Rick Rodriguez and his three friends were 13 days into their three-week crossing from the Galapagos to French Polynesia on his 44-foot sailboat, Raindancer, when disaster struck on March 13. Rodriguez was on watch, and the crew were eating lunch around 1:30 p.m. when they heard a loud bang. In an interview with The Washington Post, Rodriguez explained that the ship had good winds and was sailing at around 6 knots when the back half of the boat lifted violently upward and to starboard. The ship had hit a whale, and the Raindancer began to sink.
Rodriguez immediately texted his friend and fellow sailor, Tommy Joyce, telling him that they were in serious trouble and to tell as many boats as he could. The crew managed to escape onto a lifeboat and a dinghy, and the sinking took just 15 minutes. They were adrift for 10 hours, floating about nine miles, before a civilian ship rescued them from the Pacific Ocean. The rescue was a seamless predawn maneuver, thanks to a combination of experience, technology, and luck, and the crew was unharmed.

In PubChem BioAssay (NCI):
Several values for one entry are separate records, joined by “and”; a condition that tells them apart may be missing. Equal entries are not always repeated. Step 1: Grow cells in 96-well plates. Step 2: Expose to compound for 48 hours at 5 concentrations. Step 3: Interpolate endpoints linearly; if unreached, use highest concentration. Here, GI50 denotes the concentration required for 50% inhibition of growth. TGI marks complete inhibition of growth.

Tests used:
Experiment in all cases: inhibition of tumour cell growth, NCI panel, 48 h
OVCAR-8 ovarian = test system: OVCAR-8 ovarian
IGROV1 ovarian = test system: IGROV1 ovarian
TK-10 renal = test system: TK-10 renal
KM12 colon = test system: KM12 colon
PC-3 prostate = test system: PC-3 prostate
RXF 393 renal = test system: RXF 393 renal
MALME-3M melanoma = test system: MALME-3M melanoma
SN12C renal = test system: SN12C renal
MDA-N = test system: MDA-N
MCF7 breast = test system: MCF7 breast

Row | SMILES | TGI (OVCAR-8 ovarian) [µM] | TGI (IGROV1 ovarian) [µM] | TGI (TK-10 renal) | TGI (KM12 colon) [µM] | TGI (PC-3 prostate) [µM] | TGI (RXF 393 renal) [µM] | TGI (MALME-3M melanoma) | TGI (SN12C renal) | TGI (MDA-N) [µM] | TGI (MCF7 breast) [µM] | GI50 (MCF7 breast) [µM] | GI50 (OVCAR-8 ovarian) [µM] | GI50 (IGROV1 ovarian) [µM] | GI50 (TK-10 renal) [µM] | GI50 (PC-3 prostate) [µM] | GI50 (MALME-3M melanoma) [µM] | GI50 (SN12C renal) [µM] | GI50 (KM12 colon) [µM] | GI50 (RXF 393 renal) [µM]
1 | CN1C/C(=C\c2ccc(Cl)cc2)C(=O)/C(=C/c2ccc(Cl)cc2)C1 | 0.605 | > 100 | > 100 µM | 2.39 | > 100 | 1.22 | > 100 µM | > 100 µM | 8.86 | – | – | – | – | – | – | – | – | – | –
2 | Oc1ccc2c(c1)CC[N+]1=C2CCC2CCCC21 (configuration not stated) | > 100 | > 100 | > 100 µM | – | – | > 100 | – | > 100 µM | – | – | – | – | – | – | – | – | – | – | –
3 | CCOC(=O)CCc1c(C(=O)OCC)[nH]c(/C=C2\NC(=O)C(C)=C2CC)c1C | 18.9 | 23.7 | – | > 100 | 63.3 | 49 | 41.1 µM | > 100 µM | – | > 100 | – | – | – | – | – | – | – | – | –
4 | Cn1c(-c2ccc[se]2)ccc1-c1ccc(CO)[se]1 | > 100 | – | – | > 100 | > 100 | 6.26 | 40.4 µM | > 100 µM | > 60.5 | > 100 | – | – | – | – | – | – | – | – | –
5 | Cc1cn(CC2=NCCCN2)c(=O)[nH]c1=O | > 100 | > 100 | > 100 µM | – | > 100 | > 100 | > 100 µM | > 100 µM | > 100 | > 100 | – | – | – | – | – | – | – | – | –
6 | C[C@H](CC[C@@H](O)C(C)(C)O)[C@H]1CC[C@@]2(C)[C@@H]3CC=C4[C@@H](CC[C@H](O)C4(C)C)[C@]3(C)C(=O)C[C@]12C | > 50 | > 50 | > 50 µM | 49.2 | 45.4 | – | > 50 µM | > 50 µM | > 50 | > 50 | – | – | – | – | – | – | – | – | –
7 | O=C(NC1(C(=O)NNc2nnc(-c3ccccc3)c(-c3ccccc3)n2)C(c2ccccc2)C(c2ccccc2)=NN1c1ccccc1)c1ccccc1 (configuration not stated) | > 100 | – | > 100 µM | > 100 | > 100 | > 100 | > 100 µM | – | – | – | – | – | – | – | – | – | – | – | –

Rodriguez pointed out that the story that inspired Herman Melville’s “Moby-Dick” happened in the same region. The ship Essex was also heading west from the Galapagos when it was rammed by a sperm whale in 1820; leaving the captain and some crew to endure roughly three months and resort to cannibalism before being rescued. According to Kate Wilson, a spokeswoman for the International Whaling Commission, there have been about 1,200 reports of whales and boats colliding since a worldwide database launched in 2007. Collisions that cause significant damage are rare, the U.S. Coast Guard said, noting the last rescue attributed to damage from a whale was the sinking of a 120-foot J-Boat in 2009 off Baja California, with that crew rescued by Coast Guard helicopter.
Dougal Robertson and family spent 37 days adrift due to being sunk by whales in the same area. Read his book Survive the Savage Sea. Good book.